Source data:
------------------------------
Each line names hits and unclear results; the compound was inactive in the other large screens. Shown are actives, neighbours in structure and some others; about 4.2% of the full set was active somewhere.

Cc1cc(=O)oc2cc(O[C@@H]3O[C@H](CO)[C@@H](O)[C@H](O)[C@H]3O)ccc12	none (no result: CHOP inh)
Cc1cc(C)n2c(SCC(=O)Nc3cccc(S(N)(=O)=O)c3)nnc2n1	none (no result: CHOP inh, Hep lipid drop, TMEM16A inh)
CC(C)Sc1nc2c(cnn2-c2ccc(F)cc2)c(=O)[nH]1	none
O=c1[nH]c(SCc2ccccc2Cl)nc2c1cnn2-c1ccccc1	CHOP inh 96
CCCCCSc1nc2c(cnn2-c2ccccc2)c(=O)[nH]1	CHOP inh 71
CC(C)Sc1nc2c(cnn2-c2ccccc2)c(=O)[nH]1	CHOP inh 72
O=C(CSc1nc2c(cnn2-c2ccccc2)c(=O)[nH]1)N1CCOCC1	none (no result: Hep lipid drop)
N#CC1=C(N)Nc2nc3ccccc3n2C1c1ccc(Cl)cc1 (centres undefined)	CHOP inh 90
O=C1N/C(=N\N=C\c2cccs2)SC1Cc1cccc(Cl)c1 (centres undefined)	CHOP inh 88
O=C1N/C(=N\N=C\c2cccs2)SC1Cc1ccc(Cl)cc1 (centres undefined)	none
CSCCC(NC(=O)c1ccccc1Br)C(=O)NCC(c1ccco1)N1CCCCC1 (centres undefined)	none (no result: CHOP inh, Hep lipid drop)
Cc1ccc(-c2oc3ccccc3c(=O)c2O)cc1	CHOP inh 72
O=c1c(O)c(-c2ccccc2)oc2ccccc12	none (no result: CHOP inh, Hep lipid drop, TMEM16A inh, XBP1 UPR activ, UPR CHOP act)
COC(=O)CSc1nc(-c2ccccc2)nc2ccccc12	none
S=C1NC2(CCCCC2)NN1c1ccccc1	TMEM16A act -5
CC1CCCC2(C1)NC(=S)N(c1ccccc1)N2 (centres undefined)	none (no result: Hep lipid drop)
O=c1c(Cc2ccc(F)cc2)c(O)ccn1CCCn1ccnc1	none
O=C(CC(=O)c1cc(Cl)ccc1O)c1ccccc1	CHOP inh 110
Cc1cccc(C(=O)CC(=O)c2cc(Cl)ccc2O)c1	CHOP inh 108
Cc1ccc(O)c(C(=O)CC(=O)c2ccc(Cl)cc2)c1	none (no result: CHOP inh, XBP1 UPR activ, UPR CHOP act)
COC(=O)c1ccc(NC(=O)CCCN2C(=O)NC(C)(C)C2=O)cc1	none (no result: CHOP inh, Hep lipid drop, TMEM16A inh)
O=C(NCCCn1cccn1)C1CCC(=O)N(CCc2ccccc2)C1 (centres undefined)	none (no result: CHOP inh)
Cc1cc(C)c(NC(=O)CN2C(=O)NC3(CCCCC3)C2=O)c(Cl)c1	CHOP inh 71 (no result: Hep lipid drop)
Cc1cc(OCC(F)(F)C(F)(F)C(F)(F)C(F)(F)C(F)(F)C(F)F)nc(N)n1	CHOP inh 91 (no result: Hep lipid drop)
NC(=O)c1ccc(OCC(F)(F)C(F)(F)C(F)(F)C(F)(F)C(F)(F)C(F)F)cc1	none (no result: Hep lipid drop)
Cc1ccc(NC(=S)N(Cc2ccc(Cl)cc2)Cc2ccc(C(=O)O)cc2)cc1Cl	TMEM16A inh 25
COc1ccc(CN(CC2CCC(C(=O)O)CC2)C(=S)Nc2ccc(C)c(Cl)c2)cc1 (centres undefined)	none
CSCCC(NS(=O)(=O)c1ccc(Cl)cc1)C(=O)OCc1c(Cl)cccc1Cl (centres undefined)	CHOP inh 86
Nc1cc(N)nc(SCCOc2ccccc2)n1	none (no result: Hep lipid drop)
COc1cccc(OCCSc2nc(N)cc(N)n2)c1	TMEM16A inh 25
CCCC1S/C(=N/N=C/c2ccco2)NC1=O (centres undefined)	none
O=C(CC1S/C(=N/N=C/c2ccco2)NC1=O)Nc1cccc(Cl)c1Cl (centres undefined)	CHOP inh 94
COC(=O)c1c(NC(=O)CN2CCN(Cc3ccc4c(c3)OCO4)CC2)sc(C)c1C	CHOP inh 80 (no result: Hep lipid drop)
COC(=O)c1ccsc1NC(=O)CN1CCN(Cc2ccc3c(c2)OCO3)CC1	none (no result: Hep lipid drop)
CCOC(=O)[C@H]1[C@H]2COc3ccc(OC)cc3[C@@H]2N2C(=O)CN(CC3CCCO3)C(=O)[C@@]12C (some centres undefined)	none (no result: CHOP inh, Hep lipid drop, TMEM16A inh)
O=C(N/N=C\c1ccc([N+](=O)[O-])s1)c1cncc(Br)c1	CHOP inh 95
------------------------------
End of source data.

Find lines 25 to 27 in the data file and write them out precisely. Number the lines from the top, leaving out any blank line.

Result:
Cc1cc(OCC(F)(F)C(F)(F)C(F)(F)C(F)(F)C(F)(F)C(F)F)nc(N)n1	CHOP inh 91 (no result: Hep lipid drop)
NC(=O)c1ccc(OCC(F)(F)C(F)(F)C(F)(F)C(F)(F)C(F)(F)C(F)F)cc1	none (no result: Hep lipid drop)
Cc1ccc(NC(=S)N(Cc2ccc(Cl)cc2)Cc2ccc(C(=O)O)cc2)cc1Cl	TMEM16A inh 25